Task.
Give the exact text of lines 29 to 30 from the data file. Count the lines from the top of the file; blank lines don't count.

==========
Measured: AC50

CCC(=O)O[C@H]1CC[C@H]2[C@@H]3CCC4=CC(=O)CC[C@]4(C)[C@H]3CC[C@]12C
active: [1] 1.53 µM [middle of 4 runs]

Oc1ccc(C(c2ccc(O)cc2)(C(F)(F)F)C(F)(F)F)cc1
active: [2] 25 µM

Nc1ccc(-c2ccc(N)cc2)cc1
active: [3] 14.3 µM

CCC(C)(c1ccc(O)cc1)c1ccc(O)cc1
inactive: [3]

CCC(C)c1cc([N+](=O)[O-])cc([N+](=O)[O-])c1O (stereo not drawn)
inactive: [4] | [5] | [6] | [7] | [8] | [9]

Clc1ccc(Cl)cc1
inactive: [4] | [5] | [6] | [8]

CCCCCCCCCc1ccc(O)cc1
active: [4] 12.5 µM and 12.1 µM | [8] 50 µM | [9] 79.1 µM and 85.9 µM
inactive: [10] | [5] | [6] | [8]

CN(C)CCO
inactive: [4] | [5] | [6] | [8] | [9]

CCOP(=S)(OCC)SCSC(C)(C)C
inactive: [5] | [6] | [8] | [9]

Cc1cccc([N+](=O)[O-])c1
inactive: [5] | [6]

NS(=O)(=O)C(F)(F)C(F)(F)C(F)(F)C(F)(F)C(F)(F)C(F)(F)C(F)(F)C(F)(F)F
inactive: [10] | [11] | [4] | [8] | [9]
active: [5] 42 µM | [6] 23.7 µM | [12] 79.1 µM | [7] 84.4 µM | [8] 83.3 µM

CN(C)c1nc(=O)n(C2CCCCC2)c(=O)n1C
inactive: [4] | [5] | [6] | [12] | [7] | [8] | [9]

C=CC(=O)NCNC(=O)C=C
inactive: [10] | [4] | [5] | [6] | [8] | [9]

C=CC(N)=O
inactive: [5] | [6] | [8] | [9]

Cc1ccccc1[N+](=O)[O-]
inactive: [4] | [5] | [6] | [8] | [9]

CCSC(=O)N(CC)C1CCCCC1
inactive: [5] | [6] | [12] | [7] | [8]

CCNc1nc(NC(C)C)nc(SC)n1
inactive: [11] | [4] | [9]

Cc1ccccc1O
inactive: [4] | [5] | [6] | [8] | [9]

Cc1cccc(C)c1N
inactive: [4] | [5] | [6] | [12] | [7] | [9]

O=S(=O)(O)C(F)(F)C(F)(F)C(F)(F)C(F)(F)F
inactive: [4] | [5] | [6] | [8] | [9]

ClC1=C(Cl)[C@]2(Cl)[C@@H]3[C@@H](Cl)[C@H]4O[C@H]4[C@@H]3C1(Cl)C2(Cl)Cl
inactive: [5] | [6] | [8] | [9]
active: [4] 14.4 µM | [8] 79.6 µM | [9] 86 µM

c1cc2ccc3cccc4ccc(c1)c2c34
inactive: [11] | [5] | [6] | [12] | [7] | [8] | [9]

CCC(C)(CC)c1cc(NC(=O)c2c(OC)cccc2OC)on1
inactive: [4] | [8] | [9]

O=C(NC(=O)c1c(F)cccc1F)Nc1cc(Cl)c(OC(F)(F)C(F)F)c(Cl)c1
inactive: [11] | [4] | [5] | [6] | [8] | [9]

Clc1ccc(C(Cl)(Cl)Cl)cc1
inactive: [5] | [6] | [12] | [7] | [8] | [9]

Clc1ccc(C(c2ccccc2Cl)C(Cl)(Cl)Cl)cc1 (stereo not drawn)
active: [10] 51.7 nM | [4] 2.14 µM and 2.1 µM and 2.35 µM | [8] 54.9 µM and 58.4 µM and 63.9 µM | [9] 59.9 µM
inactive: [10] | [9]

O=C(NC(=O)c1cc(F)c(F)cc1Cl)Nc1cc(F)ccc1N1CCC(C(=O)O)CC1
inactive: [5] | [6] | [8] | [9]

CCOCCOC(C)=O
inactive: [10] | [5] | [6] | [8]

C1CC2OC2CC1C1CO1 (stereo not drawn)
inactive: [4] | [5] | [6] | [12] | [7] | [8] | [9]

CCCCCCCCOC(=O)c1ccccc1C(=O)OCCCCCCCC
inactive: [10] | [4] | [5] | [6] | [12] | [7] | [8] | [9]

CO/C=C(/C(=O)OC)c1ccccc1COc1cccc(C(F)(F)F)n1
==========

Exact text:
inactive: [10] | [4] | [5] | [6] | [8] | [9]

C=CC(N)=O